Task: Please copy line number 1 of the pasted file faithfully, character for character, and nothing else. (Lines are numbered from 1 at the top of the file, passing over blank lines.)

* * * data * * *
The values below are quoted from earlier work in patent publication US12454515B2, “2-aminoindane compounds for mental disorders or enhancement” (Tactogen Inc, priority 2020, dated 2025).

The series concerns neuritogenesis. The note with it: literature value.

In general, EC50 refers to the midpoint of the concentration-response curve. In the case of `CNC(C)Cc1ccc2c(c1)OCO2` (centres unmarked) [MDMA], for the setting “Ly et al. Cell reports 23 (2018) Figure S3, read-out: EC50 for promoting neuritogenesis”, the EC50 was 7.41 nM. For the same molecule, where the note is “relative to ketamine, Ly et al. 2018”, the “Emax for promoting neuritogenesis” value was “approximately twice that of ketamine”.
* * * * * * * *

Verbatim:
The values below are quoted from earlier work in patent publication US12454515B2, “2-aminoindane compounds for mental disorders or enhancement” (Tactogen Inc, priority 2020, dated 2025).